Saturday, November 18, 2017

We Walk into a Restaurant (and Walk out of a Bar)

Lucy's Lounge, Tower District, Fresno, California
Lucy’s Lounge, Fresno, California
Before we began our 2016 adventure of visiting a bar and church in every state, Mindy’s dad asked why we couldn’t instead talk to people at a restaurant in every state. (Mindy’s family tradition is strongly anti-alcohol, so his concerns were understandable.)


We explained that one of our chief goals in visiting bars (and churches, for that matter), was to talk to people. Bars are set up for conversation, restaurants are generally not.


Ever since we first walked into a bar, we’ve wanted to make sure we distinguished restaurants from bars. In some states and counties, laws stipulate that an establishment must make a certain percentage of its income from food in order to sell alcohol. When we were in those communities, it was sometimes tough to find a "real" bar, and part of the challenge was that some people don’t care for bars that don’t serve food. Good food has often been part of what people say makes for a good bar.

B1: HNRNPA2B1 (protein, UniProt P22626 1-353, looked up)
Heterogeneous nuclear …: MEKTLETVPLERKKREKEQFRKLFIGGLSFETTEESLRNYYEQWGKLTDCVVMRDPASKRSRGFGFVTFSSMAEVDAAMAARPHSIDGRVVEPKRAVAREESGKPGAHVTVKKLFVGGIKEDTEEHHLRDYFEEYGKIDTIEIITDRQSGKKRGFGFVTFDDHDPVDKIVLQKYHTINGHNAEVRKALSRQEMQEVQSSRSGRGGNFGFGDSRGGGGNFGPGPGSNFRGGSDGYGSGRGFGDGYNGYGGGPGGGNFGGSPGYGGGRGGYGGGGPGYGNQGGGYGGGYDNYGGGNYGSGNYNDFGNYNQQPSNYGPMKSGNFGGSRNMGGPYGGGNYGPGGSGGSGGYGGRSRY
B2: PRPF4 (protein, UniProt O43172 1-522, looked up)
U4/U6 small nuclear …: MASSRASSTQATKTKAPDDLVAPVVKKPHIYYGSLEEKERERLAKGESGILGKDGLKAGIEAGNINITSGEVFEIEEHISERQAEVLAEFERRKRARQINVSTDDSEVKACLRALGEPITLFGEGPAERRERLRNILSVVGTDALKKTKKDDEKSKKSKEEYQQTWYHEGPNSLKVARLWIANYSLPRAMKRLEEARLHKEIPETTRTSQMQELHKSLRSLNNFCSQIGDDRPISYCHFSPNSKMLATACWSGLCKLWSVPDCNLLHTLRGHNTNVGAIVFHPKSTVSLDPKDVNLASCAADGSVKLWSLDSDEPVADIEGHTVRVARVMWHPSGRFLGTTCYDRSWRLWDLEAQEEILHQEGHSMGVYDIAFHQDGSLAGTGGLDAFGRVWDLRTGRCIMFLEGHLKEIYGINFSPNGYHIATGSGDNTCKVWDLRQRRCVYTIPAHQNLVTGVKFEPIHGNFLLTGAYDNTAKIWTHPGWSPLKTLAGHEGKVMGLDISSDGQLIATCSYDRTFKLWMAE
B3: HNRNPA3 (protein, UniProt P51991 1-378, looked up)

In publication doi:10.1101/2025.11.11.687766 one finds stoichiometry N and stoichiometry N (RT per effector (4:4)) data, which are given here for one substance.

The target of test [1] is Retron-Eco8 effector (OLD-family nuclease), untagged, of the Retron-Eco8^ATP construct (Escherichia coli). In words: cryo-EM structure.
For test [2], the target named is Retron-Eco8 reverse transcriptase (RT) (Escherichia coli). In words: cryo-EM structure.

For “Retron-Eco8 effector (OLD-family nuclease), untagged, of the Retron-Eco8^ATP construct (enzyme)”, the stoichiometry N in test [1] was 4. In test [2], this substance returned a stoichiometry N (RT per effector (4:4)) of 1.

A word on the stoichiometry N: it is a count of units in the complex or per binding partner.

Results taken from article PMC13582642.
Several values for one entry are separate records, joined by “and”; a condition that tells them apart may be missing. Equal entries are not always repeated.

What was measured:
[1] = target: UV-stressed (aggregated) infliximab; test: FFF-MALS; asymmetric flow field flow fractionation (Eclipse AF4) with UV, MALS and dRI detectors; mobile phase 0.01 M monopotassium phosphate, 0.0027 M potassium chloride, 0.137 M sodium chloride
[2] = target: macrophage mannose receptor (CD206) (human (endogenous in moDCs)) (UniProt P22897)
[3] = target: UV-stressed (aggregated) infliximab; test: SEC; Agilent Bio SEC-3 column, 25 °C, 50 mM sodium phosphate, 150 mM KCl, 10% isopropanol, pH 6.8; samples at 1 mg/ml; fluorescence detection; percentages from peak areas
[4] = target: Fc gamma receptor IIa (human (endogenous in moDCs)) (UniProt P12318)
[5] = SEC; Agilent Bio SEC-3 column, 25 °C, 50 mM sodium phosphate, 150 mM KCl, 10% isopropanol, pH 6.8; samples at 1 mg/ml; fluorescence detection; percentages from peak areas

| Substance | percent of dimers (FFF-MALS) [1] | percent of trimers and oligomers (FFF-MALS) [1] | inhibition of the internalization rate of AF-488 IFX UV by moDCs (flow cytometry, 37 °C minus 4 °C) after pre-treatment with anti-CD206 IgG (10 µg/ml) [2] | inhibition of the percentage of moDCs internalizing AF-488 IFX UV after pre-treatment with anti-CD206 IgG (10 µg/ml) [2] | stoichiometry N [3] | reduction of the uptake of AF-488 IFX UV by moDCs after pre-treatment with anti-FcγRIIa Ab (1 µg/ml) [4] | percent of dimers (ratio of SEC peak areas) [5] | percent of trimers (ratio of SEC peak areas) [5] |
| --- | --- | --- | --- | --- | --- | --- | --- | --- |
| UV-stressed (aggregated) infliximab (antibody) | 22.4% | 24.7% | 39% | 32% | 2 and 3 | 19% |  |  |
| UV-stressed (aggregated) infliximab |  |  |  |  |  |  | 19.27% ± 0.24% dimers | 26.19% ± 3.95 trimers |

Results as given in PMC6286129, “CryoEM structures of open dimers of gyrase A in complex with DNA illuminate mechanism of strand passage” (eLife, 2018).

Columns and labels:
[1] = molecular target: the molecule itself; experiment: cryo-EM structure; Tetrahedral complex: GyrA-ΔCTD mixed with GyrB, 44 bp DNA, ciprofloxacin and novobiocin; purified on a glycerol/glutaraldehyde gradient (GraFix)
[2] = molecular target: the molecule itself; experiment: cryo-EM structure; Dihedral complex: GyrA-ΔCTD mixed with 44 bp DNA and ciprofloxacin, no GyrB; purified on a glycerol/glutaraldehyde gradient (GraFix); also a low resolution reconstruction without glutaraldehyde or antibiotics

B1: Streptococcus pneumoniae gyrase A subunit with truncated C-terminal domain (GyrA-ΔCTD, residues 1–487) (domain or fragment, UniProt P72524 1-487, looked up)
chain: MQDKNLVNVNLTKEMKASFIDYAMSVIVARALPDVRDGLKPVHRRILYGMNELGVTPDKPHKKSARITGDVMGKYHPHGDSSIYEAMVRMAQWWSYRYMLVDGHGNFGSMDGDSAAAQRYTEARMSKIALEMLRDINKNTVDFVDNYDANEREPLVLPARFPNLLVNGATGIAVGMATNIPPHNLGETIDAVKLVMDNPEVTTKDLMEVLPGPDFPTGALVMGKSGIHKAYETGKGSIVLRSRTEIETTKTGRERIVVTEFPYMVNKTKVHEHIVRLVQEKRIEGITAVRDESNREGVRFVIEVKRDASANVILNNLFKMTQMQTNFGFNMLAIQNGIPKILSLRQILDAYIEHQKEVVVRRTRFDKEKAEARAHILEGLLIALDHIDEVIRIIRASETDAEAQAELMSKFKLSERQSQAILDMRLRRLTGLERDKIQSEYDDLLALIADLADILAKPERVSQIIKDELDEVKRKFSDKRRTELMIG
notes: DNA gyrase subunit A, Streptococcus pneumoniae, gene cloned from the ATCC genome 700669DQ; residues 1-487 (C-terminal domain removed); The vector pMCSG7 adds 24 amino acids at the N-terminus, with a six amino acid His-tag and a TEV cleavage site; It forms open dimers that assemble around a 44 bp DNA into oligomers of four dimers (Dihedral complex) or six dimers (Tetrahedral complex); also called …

Some bars find serving food to be a challenge -- a kitchen requires a big investment in facilities and staff. Some bars we’ve walked into get around that by selling bags of potato chips and other snacks; other bars provide space for a food truck or allow people to bring food from a neighborhood restaurant.


Bobby Salazar, founder of a Mexican food chain in and around Fresno, found a different solution when he opened Lucy’s Lounge (named for his wife) this year. He joined forces with another local institution, Mama Mia Pizzeria, to open a kind of conjoined restaurant-bar combo. From the outside, they’re clearly two different places: Lucy’s Lounge (a bar and live jazz venue) and Mama Mia (an eat-in, delivery, or pick up pizza joint). Inside, there’s no real wall between the two.